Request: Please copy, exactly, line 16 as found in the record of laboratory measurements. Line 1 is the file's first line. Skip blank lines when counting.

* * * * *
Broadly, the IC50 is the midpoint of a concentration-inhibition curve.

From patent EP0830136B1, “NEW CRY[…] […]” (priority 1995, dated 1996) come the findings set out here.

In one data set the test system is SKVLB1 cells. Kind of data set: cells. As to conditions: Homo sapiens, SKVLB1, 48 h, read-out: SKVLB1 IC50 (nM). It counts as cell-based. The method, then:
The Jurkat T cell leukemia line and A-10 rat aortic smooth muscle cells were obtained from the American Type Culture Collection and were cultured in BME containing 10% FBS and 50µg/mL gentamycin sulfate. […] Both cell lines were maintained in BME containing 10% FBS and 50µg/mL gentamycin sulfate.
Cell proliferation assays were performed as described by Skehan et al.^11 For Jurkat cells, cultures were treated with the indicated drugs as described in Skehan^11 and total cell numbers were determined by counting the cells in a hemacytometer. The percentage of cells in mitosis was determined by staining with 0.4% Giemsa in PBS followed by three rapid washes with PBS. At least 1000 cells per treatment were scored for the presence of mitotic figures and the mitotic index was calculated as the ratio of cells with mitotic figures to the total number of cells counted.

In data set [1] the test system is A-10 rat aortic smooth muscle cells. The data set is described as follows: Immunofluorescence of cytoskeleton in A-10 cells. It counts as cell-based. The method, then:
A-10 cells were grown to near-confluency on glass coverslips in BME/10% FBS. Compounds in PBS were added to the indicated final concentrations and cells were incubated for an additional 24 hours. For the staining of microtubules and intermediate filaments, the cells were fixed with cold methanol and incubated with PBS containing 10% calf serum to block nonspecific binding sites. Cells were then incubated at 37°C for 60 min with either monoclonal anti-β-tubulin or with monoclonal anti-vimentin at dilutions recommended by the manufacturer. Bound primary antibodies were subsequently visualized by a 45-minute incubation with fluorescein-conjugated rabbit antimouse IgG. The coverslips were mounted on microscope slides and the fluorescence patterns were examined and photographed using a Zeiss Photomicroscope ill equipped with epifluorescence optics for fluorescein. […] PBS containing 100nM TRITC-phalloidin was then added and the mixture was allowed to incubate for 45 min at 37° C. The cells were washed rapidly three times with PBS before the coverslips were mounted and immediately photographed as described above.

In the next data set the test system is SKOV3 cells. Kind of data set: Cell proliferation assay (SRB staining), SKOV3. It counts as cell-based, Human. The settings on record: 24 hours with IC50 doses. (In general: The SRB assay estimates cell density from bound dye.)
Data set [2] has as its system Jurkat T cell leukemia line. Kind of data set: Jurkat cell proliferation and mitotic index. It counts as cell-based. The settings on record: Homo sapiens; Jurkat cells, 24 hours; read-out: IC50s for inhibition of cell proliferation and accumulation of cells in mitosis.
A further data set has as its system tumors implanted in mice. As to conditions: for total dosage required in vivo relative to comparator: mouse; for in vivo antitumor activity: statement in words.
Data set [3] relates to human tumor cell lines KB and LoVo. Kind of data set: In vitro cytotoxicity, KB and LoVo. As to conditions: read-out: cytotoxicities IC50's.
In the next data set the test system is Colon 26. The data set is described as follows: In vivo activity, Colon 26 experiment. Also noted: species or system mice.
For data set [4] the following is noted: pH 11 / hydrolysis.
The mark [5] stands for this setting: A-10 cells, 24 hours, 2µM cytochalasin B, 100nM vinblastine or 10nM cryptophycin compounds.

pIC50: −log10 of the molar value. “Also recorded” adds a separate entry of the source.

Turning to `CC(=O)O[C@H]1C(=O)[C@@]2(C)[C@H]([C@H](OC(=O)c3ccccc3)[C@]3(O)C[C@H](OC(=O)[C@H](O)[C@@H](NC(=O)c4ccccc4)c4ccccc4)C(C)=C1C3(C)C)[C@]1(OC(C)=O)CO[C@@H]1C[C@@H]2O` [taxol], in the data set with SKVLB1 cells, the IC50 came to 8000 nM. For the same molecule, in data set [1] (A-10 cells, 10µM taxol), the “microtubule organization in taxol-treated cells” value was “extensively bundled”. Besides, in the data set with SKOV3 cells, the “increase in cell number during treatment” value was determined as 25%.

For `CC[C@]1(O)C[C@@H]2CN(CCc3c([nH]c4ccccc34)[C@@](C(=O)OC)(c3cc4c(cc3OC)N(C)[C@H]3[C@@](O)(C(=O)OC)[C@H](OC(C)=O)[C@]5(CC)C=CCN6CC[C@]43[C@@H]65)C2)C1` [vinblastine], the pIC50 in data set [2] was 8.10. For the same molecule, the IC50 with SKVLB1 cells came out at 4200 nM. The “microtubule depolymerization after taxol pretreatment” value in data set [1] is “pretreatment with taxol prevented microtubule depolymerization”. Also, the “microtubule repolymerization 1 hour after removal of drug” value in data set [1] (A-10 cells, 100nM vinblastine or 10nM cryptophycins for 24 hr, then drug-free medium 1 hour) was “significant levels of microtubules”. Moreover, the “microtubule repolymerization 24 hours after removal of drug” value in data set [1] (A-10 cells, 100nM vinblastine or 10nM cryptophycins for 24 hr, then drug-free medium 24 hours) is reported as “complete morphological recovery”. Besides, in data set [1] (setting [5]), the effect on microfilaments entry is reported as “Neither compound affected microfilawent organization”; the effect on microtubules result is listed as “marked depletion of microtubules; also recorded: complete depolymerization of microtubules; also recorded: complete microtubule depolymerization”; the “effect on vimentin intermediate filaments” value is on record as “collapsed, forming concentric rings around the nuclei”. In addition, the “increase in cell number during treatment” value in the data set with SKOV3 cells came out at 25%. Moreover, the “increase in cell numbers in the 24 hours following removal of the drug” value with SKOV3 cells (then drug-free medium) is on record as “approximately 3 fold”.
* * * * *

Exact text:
Turning to `CC(=O)O[C@H]1C(=O)[C@@]2(C)[C@H]([C@H](OC(=O)c3ccccc3)[C@]3(O)C[C@H](OC(=O)[C@H](O)[C@@H](NC(=O)c4ccccc4)c4ccccc4)C(C)=C1C3(C)C)[C@]1(OC(C)=O)CO[C@@H]1C[C@@H]2O` [taxol], in the data set with SKVLB1 cells, the IC50 came to 8000 nM. For the same molecule, in data set [1] (A-10 cells, 10µM taxol), the “microtubule organization in taxol-treated cells” value was “extensively bundled”. Besides, in the data set with SKOV3 cells, the “increase in cell number during treatment” value was determined as 25%.